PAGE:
Hanni claims that her service provider, AOL (which owns Gadling), confirmed that her e-mail had been hacked. She also says, in the court filings, that Metron officials revealed that Delta provided the stolen e-mails, which included lists of donors and personal files.
The linchpin in all this is a graduate student, employed by Metron, with whom Hanni was sharing information. Metron executives confronted the student with the e-mails and said that Delta wasn’t happy that Hanni was receiving information that would facilitate the passage of the passenger bill of rights. The contents of the messages were not clear from the lawsuit.
Metron provides services around research, airspace design and environmental analysis to the global air traffic industry, and it has Delta as a client. The company didn’t immediately respond to requests by the AP for comment.
It’s too soon to draw any conclusions from the lawsuit; clearly, there’s a lot of information that has yet to be located and released. So, let’s sit back and watch this unfold before drawing any conclusions.
Travel photography enthusiasts will be pleased to hear about the flurry of recent product launches and news floating around the web. Perhaps everything was timed to the warm weather and extra daylight of Spring? Those tricky camera manufacturers – how diabolical. Anyway, here’s a quick rundown of some of the more interesting news.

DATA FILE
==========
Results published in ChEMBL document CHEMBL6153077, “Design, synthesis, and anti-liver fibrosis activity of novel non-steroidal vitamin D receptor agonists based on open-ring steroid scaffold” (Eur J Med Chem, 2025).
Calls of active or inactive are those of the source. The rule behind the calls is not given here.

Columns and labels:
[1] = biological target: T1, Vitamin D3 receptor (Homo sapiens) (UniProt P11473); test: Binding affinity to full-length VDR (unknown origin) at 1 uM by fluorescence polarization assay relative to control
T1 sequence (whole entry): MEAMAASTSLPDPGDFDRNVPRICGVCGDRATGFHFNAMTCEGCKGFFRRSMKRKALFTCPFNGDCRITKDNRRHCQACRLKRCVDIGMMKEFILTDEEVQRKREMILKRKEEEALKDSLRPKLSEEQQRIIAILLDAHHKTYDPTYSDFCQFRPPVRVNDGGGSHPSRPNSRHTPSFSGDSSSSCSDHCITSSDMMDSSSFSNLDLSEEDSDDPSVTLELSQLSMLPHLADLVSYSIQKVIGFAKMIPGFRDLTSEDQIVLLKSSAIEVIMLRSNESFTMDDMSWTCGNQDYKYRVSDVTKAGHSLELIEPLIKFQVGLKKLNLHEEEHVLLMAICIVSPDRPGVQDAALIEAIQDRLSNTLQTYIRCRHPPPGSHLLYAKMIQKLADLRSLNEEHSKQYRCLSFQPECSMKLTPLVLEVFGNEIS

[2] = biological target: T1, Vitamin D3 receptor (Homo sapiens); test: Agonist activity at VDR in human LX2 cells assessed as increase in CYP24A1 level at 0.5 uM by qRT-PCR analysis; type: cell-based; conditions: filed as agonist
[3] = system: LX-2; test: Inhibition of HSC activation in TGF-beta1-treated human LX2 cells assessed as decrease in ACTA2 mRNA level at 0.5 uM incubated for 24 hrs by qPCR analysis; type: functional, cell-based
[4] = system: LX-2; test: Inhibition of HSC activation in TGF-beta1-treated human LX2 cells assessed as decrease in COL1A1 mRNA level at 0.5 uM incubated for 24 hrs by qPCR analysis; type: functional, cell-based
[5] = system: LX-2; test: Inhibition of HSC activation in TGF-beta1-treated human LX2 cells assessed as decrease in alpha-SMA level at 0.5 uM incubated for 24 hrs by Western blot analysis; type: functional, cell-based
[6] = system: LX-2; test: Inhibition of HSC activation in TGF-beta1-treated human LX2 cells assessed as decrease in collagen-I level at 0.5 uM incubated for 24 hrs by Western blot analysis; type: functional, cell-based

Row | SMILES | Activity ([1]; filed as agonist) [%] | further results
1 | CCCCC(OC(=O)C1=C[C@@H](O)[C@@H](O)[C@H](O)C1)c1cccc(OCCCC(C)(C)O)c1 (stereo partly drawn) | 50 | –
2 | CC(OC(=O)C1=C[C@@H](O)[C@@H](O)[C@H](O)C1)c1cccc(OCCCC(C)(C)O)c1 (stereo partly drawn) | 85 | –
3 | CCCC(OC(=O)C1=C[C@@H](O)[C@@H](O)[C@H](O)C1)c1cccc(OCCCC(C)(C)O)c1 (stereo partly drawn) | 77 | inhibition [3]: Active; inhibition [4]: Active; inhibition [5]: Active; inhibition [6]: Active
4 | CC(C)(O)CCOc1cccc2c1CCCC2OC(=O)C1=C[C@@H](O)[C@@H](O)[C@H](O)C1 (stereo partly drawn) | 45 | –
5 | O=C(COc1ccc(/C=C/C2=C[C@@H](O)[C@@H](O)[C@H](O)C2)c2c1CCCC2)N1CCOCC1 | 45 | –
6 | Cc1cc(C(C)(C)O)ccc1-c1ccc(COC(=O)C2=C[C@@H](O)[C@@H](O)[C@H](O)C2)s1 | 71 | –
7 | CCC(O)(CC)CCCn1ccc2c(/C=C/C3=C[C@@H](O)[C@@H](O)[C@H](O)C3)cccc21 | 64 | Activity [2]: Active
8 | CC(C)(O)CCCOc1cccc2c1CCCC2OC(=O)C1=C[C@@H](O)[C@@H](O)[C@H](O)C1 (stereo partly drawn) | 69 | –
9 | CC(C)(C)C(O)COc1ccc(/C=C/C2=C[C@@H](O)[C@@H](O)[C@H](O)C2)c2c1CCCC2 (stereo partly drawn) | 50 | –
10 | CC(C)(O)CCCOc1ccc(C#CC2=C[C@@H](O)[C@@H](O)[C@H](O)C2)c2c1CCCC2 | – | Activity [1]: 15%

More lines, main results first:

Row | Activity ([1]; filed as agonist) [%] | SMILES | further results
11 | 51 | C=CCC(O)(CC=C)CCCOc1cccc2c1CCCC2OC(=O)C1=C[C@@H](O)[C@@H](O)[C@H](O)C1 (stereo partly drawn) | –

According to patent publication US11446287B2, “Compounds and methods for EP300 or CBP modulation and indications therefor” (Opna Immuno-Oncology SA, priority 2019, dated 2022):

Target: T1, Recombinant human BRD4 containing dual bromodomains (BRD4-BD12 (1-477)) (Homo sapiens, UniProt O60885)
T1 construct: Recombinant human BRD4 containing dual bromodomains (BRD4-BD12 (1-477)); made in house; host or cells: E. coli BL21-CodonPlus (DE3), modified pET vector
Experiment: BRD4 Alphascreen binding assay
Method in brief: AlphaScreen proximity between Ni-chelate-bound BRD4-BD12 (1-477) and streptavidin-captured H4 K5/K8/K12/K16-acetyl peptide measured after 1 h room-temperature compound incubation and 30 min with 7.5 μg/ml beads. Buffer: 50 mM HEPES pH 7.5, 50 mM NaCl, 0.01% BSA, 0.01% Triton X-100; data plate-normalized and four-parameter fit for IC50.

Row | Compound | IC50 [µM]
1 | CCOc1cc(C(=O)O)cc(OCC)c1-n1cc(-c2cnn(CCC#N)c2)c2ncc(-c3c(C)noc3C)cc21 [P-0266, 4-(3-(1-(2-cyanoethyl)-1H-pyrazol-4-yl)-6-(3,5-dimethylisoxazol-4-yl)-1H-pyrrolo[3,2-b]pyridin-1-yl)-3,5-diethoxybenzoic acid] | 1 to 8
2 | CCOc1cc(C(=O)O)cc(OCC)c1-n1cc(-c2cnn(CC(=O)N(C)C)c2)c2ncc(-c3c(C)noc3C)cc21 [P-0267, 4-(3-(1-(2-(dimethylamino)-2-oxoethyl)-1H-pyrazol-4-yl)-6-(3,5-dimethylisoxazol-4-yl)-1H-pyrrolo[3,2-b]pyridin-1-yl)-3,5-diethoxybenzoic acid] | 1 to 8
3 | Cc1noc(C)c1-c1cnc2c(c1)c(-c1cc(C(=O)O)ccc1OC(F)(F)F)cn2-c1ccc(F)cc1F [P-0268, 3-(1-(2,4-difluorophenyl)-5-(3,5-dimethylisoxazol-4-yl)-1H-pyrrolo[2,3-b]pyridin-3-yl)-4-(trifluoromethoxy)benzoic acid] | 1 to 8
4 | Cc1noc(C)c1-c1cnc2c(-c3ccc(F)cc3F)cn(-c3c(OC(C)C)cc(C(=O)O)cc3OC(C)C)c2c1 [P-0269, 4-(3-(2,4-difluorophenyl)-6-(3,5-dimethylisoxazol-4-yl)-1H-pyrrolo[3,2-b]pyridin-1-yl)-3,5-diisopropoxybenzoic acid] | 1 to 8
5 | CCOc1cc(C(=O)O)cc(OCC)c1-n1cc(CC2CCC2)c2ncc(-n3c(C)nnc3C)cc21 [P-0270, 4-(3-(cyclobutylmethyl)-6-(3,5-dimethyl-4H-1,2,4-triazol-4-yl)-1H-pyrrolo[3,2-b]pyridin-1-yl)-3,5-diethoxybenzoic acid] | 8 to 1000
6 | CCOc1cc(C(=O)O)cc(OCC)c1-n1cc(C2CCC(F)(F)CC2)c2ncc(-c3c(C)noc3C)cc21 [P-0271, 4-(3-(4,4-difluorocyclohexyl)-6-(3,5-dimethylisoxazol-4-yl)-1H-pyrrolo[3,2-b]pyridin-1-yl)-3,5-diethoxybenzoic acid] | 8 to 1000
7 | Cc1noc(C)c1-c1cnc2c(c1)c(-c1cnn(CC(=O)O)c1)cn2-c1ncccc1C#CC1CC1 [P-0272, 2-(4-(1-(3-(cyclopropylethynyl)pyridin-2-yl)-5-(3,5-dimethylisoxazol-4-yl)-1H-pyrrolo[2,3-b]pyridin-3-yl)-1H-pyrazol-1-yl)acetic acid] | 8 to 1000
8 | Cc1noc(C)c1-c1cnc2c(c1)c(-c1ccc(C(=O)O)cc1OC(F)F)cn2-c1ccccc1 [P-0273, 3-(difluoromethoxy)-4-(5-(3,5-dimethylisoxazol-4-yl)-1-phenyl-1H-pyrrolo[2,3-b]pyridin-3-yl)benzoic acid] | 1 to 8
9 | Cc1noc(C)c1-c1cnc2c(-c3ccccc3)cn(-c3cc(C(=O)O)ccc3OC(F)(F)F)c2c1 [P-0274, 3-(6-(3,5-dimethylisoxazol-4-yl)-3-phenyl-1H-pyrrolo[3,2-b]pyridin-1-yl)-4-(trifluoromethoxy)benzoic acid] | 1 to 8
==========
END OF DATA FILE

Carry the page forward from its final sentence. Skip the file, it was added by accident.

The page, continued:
Panasonic’s Lumix DMC-LZ10
Engadget has the scoop on Panasonic’s new 10-megapixel Lumix DMC-LZ10. I’m not the biggest fan of Panasonic’s digital cameras, but Engadget and Photography Blog both give it high marks, calling it “one of the most versatile compacts in its class.” They were particularly impressed with the camera’s manual controls and image quality. Considering it retails for less than $250, it could be a nice model to snap up for those family vacation photos. Remember, if you’re in the market for a point and shoot digital camera, don’t get too caught up with the number of megapixels. A better optical zoom and a quick startup/shutter speed are much better indicators of quality.
Hacking your Canon digital camera
Enterprising Canon camera owners should also head over to Wired, where they’re offering a cool Wiki on how to modify your camera’s software. Why would you do such a thing, you might ask? Because digital camera hardware can often do much more than is allowed by its standard software. For instance, Canon only allows shutter speeds up to 1/1,600 of a second, but the camera is actually capable of up to 1/60,000! Once you’ve installed the hack, you’ll unlock all manner of cool functions like super-long exposure shots, RAW file format and battery readout. I tried it last night on my Canon SD630 and it worked like a charm. It’s worth noting that the process can get a bit technical – make sure you know what you’re doing and that you have a compatible Canon camera before giving it a try. Jump over to Wired for full instructions and FAQ.
The Ultra-fast Casio Exilim EX-F1 SLR
Meanwhile, New York Times gadget guru David Pogue reviews Casio’s speedy new semipro Exilim EX-F1 digital camera. A typical digital camera snaps about one picture per second, but the Exilim, which is billed as the world’s fastest camera, can take up to sixty. Remember that shot of the cheetah chasing the antelope you missed on safari because you couldn’t get your camera snapping in time? This is the model you’re looking for. It also has a motion detector which will wait, for hours if necessary, until motion is detected and then automatically snap a rapid fire of 60 shots. Pretty awesome. The Exilim retails for $1,000.